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Azaleas & Rhododendrons
Planting & Care

Planting    Watering    Mulch

Shade    Wind


Because the delicate roots of azaleas and rhododendrons are easily destroyed, excellent drainage is important. These plants tend to root in the upper layer of soil so they do not tolerate being planted too deeply. To test drainage, dig a hole 6 inches deep in the bed and fill it with water. If the water has not drained from the hole in four hours, you may consider utilizing a raised bed. 

1 Prepare the garden by removing existing vegetation

2 Dig the hole twice as wide as the container. 

3 Mix existing soil with 1/3 peat moss. Compost and sand can be utilized as well. 

4 Place the plant in the hole so the top of the root ball is 2" above ground level.

5 Backfill with the amended soil to the top of the root ball to create a slight mound.

Image by Alli Remler
Image by bordercollie 1712


After planting, water well. To ensure strong root growth, apply root stimulators at a ratio of:

3.5 Tablespoons per gallon of water= 3 applications.

Frequently check the root ball and water when the topsoil approaches dryness. Once established, usually after the 1st year, the plants generally require an average of 1" of water per week. 


Use 2-4" of organic mulch; do NOT use rock for mulch. Natural type mulch cools the soil, conserves water and helps control weeds.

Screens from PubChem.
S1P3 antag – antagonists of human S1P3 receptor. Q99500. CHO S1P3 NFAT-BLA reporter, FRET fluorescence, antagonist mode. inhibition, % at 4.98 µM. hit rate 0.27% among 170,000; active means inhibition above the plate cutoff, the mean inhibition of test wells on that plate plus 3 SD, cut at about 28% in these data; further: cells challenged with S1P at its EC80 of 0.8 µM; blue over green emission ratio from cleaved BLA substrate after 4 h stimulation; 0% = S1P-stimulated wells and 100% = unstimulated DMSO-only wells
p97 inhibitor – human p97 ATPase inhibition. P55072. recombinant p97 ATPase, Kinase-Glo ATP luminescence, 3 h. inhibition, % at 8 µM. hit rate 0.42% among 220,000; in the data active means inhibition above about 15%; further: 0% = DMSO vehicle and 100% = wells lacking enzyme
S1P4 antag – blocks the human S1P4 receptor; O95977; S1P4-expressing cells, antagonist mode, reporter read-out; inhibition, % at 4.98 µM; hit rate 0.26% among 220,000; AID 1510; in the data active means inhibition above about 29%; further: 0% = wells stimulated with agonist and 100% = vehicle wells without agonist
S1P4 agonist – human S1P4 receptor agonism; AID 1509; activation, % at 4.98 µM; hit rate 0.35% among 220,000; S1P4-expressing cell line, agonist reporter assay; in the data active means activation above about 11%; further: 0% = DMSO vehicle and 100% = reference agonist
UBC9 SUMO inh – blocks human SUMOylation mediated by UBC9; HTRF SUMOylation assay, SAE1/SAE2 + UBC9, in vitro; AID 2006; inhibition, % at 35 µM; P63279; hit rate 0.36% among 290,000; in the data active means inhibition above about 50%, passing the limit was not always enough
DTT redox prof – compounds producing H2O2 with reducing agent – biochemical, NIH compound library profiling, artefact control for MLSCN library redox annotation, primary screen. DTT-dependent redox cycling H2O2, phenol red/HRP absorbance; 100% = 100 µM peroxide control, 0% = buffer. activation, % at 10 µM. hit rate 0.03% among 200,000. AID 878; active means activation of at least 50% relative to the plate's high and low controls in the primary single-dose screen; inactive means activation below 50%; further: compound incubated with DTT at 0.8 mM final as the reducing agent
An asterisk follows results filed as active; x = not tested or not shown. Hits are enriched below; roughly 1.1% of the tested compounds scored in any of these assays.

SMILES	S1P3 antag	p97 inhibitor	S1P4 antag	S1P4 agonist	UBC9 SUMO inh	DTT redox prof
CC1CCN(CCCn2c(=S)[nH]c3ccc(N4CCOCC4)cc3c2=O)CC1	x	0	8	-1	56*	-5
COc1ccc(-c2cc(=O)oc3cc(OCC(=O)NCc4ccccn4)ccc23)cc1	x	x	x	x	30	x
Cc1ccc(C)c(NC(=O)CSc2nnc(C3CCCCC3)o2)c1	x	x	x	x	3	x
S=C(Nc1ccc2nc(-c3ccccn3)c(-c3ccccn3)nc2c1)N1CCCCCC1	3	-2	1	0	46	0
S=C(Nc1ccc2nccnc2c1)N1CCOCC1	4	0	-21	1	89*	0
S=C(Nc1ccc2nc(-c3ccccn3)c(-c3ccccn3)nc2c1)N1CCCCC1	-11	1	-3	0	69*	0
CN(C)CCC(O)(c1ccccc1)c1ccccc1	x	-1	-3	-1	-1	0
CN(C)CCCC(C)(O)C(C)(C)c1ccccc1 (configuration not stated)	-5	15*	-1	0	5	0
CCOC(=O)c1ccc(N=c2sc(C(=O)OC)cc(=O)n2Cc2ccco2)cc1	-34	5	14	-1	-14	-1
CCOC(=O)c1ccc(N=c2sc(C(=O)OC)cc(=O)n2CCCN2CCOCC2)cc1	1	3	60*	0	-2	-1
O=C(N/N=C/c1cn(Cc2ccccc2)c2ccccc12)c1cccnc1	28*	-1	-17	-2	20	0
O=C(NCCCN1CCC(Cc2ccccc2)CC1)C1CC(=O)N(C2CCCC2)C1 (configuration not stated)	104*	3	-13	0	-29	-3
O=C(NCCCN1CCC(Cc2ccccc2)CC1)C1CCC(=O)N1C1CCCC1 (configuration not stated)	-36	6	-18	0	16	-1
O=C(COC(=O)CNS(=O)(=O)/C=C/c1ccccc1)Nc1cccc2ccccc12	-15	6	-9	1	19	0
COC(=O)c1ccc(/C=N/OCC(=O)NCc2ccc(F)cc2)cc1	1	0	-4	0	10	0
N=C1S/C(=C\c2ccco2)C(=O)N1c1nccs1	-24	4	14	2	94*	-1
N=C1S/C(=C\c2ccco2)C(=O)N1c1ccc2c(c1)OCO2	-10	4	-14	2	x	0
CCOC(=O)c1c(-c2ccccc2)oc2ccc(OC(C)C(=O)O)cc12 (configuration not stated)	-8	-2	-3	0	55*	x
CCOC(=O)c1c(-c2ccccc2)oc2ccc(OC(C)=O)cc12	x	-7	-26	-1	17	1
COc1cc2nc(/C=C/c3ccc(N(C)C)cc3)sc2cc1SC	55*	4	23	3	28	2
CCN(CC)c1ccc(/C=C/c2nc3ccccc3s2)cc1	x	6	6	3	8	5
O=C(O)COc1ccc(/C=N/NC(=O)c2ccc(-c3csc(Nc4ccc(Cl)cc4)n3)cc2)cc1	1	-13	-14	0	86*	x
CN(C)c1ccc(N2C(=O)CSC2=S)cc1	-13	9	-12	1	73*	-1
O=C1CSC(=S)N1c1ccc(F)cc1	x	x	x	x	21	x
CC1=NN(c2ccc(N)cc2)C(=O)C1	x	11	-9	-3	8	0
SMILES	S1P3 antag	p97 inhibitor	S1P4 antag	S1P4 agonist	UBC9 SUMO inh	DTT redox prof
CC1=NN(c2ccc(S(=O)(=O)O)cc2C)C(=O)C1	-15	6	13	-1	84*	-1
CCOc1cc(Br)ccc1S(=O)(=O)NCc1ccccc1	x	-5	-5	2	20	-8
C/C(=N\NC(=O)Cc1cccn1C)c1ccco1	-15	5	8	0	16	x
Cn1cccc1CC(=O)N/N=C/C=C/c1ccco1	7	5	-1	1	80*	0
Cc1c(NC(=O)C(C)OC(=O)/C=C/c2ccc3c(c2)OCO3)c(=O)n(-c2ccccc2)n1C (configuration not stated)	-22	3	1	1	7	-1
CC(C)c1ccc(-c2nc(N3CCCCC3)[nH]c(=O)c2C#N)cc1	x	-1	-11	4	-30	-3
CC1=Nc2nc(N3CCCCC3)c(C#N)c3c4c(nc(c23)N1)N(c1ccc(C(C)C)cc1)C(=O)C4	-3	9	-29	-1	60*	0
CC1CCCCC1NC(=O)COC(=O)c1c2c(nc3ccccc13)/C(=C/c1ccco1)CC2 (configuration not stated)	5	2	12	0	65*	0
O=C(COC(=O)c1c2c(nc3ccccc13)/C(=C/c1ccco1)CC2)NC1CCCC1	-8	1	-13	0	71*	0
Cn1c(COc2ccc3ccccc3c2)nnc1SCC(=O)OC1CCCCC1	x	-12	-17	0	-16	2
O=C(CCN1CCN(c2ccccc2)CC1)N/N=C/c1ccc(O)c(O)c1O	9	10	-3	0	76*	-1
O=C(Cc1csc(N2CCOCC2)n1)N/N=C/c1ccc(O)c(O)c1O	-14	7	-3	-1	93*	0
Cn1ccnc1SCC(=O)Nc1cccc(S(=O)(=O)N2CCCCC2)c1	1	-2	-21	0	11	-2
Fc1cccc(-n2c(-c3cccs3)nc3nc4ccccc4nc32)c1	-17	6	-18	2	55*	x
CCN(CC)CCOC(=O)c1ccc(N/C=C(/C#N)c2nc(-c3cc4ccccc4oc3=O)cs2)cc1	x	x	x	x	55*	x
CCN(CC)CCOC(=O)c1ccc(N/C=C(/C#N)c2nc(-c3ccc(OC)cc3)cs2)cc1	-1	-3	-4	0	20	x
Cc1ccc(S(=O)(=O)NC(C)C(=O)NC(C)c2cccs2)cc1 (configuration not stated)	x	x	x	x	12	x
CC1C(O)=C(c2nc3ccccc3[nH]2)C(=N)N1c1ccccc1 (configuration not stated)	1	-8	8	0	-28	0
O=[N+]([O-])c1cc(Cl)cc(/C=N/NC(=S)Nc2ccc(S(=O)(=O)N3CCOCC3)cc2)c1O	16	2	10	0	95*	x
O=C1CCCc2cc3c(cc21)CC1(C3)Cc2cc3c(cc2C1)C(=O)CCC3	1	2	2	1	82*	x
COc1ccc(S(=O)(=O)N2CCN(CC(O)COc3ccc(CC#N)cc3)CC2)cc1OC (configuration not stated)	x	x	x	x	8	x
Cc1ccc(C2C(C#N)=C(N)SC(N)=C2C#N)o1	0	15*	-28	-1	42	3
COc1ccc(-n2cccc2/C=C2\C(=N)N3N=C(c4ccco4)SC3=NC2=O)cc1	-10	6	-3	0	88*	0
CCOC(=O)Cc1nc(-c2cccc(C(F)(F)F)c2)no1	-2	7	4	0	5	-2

Many people think of azaleas and rhododendrons as shade lovers. Yet dense shade is not satisfactory. Filtered sunlight is ideal, but morning sunlight with shade after 1 p.m. is satisfactory. Plants may survive in continuous shade if trees have branches pruned high. Protection from afternoon sun may also be given by fences, shrubbery or screens. 
Some deciduous azaleas are less sensitive to full sun and should be used if the location is not suitable for evergreen types. However, in full sun the delicate flower shades will bleach quickly even though the plants may grow well. 


Always plant azaleas and rhododendrons where they will get protection from the wind. Buildings and slopes provide good barriers. Evergreen shrubs or trees such as pine, juniper or spruce planted to the south or west of rhododendrons protect them and make good backgrounds for showing off the flowers. 

Plants not given protection from the wind often develop leaf scorch or splitting of the bark on the stems. Avoid corners of buildings where wind tends to be stronger. 


Avoid planting on south or southwest sides of buildings.  

For more information, 

you can call the store at 417-882-5200, email us at, or send us a message on Google or Facebook!

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